Court Protects Subcontractor's Right of Recovery
A recent court case in the U.S. District for the Northern District
of Georgia, Atlanta Division, McKenney's Inc. v. Government Technical
Services LLC, found that a pay-when-paid clause in a subcontract
does not interfere with a subcontractor's right of recovery under
the Miller Act.
Upon completing work for the general contractor Government Technical
Services LLC (GTS) in December 2006, McKenney's Inc. requested payment.
When it had still not been paid in July 2007, the subcontractor
notified Gray Insurance, the company that issued the payment bond
for the project.
According to court documents, "The Miller Act requires any general
contractor awarded a government contract for more than $100,000
to secure two bonds, a performance bond to protect the government,
and a payment bond 'for the protection of all persons supplying
labor and material in carrying out the work provided for in the
contract.' The purpose of the Act is to ensure payment to subcontractors
that the prime contractor fails to pay. A subcontractor working
on a project for which a payment bond is issued may bring suit if
it has not been paid in full within ninety days of completing its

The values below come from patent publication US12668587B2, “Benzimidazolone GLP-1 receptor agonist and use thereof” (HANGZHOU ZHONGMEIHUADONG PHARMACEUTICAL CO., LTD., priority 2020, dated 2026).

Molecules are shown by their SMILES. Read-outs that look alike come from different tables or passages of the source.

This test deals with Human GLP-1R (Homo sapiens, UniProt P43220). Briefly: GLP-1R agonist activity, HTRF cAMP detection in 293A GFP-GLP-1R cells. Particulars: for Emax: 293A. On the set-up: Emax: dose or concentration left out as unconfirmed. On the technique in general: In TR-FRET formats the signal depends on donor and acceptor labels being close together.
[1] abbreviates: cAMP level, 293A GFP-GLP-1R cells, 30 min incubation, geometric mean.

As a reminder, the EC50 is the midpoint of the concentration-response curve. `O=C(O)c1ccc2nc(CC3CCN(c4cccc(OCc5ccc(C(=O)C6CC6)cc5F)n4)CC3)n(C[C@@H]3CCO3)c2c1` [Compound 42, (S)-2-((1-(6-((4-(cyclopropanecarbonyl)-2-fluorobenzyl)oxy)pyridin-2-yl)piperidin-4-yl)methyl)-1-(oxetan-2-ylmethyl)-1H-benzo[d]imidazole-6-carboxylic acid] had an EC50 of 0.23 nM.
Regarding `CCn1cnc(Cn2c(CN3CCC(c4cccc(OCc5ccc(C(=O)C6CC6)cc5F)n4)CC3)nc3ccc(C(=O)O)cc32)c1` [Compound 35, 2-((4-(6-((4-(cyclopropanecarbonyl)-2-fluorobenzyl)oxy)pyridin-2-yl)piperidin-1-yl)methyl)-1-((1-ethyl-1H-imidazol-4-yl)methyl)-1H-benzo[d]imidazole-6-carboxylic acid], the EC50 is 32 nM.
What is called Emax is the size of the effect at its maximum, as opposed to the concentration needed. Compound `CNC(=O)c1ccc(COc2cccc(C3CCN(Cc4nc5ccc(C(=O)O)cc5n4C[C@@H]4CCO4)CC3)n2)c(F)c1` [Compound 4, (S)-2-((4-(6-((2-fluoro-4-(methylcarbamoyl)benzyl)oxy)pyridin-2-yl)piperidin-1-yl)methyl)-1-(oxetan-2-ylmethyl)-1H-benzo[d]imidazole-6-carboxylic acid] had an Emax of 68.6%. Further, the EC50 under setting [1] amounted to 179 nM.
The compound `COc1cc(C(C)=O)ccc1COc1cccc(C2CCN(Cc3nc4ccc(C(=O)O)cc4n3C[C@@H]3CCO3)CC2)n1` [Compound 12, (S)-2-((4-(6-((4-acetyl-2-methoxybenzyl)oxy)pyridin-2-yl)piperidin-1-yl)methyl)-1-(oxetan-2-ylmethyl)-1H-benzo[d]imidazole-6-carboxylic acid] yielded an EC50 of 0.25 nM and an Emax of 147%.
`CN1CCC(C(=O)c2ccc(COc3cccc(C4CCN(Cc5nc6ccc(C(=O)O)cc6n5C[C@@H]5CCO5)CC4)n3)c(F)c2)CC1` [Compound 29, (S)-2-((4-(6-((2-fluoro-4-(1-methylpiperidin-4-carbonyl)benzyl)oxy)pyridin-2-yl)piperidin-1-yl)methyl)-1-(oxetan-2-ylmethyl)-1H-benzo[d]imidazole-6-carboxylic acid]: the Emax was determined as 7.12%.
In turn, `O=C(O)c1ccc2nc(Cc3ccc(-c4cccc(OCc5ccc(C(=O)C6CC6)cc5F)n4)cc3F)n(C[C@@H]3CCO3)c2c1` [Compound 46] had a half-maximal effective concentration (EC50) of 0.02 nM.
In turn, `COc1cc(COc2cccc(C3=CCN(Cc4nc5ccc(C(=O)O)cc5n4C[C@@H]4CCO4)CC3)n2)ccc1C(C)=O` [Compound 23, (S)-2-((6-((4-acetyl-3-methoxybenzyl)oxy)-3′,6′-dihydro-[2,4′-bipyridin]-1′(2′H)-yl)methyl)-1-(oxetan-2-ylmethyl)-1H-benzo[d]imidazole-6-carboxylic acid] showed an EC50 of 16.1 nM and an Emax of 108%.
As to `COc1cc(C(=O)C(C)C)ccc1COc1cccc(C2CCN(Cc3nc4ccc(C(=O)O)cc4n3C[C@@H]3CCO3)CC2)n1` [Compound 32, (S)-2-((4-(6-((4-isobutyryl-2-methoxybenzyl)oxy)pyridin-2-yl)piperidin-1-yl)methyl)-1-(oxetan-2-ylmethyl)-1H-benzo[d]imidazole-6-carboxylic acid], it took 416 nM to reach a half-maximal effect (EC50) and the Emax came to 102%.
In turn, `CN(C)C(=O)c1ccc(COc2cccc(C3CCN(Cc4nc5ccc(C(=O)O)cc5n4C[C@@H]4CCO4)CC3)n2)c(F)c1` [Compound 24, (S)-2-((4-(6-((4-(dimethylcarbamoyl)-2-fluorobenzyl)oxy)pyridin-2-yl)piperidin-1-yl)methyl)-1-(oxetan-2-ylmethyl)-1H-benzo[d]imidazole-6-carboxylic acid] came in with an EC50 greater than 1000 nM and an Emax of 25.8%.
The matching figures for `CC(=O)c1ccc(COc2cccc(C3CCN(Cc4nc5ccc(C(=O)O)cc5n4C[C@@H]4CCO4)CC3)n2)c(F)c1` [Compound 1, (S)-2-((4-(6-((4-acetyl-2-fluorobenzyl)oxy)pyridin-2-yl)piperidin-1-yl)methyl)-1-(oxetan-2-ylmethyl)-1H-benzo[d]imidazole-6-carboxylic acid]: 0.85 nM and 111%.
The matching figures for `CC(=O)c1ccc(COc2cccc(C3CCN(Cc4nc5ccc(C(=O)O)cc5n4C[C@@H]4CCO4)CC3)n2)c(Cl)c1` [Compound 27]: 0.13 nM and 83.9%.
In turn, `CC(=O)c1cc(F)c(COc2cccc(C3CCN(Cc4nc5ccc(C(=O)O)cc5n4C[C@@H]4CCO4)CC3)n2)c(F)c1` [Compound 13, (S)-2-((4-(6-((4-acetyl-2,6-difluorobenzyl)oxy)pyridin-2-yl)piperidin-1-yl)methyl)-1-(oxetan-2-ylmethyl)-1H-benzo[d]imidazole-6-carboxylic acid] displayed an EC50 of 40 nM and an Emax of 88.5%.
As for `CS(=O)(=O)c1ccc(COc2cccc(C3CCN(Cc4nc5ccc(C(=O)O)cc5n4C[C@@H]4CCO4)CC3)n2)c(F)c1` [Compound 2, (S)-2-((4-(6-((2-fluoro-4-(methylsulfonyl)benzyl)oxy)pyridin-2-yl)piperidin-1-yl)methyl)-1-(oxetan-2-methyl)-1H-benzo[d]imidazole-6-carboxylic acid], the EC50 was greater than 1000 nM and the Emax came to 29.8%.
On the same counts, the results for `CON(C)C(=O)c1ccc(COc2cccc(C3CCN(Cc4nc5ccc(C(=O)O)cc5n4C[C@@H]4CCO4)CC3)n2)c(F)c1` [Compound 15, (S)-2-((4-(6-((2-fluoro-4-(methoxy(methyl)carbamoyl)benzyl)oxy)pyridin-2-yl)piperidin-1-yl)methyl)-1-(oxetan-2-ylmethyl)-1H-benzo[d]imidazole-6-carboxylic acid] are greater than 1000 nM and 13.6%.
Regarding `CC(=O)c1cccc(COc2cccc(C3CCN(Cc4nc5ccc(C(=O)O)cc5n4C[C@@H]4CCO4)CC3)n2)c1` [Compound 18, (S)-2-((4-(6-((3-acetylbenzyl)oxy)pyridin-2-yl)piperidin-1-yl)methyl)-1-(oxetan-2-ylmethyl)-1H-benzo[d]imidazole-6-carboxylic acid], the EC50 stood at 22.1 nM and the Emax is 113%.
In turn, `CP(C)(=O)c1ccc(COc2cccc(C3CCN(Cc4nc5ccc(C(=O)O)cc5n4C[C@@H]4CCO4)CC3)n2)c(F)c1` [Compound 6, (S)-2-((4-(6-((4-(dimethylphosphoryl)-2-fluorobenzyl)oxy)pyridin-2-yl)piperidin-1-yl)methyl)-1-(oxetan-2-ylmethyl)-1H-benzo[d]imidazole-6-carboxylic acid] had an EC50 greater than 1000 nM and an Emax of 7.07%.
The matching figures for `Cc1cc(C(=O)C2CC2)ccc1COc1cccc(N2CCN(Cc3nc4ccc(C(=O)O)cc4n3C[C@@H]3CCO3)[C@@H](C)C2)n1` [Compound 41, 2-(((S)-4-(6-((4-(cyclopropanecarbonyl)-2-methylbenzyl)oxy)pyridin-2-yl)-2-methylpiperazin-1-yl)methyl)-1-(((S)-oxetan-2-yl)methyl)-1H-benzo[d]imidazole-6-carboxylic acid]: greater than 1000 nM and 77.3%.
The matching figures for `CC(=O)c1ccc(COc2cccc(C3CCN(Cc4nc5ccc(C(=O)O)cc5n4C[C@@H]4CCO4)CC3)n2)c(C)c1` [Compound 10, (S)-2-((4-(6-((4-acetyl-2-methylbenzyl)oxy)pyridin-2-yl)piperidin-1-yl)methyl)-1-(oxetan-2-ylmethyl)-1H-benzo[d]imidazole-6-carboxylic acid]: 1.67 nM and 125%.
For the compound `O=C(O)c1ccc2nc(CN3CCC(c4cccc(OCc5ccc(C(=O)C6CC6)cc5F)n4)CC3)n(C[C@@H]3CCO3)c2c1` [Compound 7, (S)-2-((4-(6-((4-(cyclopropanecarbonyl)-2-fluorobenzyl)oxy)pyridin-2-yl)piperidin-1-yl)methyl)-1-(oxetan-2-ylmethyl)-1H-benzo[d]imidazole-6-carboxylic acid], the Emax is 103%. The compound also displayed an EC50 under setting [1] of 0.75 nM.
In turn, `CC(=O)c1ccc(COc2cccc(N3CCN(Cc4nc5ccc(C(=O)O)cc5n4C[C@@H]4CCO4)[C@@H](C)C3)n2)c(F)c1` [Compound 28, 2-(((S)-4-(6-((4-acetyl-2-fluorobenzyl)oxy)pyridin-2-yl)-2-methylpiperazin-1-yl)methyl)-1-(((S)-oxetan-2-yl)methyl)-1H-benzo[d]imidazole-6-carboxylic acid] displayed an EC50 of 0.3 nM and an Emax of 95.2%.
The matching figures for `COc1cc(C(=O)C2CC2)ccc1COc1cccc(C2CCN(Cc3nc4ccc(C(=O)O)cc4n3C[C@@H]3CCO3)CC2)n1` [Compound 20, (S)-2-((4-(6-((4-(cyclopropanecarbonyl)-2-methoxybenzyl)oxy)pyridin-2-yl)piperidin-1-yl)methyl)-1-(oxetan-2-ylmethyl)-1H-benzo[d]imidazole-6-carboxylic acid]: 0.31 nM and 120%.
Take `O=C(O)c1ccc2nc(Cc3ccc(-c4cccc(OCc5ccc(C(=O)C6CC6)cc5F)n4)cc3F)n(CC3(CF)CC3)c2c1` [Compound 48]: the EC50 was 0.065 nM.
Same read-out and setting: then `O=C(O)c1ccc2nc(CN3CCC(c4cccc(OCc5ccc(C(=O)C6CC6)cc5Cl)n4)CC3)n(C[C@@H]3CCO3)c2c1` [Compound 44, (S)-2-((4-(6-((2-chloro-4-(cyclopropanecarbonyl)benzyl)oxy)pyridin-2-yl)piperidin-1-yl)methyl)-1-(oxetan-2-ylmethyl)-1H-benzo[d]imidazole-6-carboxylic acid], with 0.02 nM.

work, and may collect judgment on the bond for the amount due."
When the insurance company did not pay the subcontractor, McKenney's
filed suit against both GTS and Gray Insurance under the Miller
Act. Gray Insurance argued against its liability based on the pay-when-paid
provision in the contract between McKenney's and GTS. As Judge Beverly
Martin's summary states, "The pay-when-paid clause is a provision
in the subcontract that specifies that McKenney's will be paid by
GTS only when GTS is paid by the government. Gray Insurance argues
that this clause precludes its liability to McKenney's under the
payment bond as a matter of law."
Martin ultimately ruled that, "A surety's liability is governed
by the obligations of the prime contractor under the contract, however
not to the extent that a surety may avoid its obligations imposed
by the Miller Act. A contract provision that would deny the subcontractor
its federal remedy under the Act cannot be used as a defense by
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